Brands Report: How we did it

02 January, 2018

AS WE SEEK TO IMPROVE our research products, the Drinks International Brands Report has seen some fine-tuning but the objective – to provide a snapshot of the buying habits of elite bars around the world – remains the same.

Simply put, the Brands Report is based around a poll of the best bars in the world. We ask bar owners, head bartenders and bar managers to open up their books and divulge their bars’ buying and selling behaviour.

Each respondent is asked to rank their three bestselling products in each category of spirits (plus wine and beer), giving us an indication of the brands that are selling best. 


The adjustment we have made this year is in how we define the ‘world’s best bars’. In previous editions of this report we have relied solely on the results of The World’s 50 Best Bars, but this year we have widened the scope to also include shortlisted bars in the major awards globally.

So, making up our sample are winners and nominees from The Word’s 50 Best Bars 1-100, Tales of the Cocktail’s Spirited Awards, Asia’s 50 Best Bars, Drink Magazine’s Bar Awards, the Mixology Awards,
 the Class Bar Awards, Australian Bartender Awards and the Time
 Out Awards from various markets around the world.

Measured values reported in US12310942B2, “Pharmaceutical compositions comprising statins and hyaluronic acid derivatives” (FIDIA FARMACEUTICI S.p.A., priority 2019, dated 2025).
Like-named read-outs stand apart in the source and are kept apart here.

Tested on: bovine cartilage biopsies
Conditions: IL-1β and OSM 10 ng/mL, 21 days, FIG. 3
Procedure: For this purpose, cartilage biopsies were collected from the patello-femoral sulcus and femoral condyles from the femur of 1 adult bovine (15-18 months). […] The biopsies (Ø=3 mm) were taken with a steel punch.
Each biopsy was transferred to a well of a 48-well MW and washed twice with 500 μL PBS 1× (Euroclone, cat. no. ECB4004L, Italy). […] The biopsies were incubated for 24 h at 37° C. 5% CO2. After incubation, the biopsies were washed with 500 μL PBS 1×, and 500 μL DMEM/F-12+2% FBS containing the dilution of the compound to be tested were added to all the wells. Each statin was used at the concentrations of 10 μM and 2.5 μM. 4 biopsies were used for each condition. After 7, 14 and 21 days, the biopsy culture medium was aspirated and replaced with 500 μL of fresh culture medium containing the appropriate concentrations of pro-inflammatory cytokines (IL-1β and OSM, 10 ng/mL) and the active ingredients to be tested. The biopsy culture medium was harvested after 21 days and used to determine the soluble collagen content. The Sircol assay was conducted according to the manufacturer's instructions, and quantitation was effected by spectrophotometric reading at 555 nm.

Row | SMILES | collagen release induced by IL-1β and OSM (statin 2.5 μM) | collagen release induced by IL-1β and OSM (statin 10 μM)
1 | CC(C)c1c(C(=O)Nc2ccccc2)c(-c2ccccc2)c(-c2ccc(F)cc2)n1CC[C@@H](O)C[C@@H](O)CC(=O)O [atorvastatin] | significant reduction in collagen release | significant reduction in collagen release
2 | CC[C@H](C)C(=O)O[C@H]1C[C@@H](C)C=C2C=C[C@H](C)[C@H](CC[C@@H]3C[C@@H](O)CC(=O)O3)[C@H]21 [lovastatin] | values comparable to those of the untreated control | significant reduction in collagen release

This year we successfully interviewed 106 bar figures, which we feel is an adequate number to draw conclusions on the movement of brands at the elite end of the industry. There may be other studies with larger samples, 
but this methodology is designed to tap into the inner circle of influencers – the most admired and awarded bars in the world.

By polling winning
 or shortlisted bars from multiple competitions, including some national, we were able to improve the geographical spread. Naturally Europe – a broad base of the bar business – contributed most, though less than last year. 39% 
of respondents were from Europe, down from 45% last year.

Asia’s bar scene is developing quickly and therefore so should the region’s share of our sample of the world’s best bars. We’ve upped the Asian contingent from 23% to 28%, reflecting this advancement.

Australasia and North America, which are essentially both regions of two countries (Australia and New Zealand/the US and Canada) have 13% and 10% of the sample respectively, while emerging regions Latin America and Africa and the Middle East contributed 5% each.

The splits are perhaps not perfect, but we feel confident those that have taken part are competing at the top end of the business and that we have created a fairer global spread which can bear out more accurate conclusions. Elite bartenders tend to apply the same standards in their buying behaviour, and if this report is anything, it is insight into their thinking – the thinking behind the best bars in the world.

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